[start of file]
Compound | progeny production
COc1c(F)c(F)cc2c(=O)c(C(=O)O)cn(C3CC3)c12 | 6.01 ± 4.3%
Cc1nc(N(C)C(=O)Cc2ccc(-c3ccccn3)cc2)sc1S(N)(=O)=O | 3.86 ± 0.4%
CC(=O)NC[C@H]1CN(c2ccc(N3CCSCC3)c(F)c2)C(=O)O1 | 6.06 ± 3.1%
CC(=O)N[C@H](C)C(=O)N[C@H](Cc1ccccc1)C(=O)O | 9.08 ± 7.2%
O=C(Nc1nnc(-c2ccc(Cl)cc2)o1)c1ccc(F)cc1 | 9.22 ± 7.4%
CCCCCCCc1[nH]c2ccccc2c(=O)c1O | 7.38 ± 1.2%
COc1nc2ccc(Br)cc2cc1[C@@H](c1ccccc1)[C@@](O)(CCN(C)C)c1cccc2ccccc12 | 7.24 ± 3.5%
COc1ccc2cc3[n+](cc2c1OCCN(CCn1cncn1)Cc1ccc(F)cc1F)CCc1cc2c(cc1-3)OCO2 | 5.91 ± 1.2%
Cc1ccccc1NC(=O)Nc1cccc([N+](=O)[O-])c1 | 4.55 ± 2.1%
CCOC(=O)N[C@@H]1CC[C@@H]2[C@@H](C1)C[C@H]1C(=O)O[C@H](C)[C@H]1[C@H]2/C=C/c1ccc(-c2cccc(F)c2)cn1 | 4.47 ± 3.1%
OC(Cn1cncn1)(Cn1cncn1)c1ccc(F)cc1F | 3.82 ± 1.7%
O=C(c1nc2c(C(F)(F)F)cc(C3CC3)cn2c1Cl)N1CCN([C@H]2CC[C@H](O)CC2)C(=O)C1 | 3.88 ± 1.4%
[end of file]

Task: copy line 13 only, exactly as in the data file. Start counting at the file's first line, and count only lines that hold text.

O=C(c1nc2c(C(F)(F)F)cc(C3CC3)cn2c1Cl)N1CCN([C@H]2CC[C@H](O)CC2)C(=O)C1 | 3.88 ± 1.4%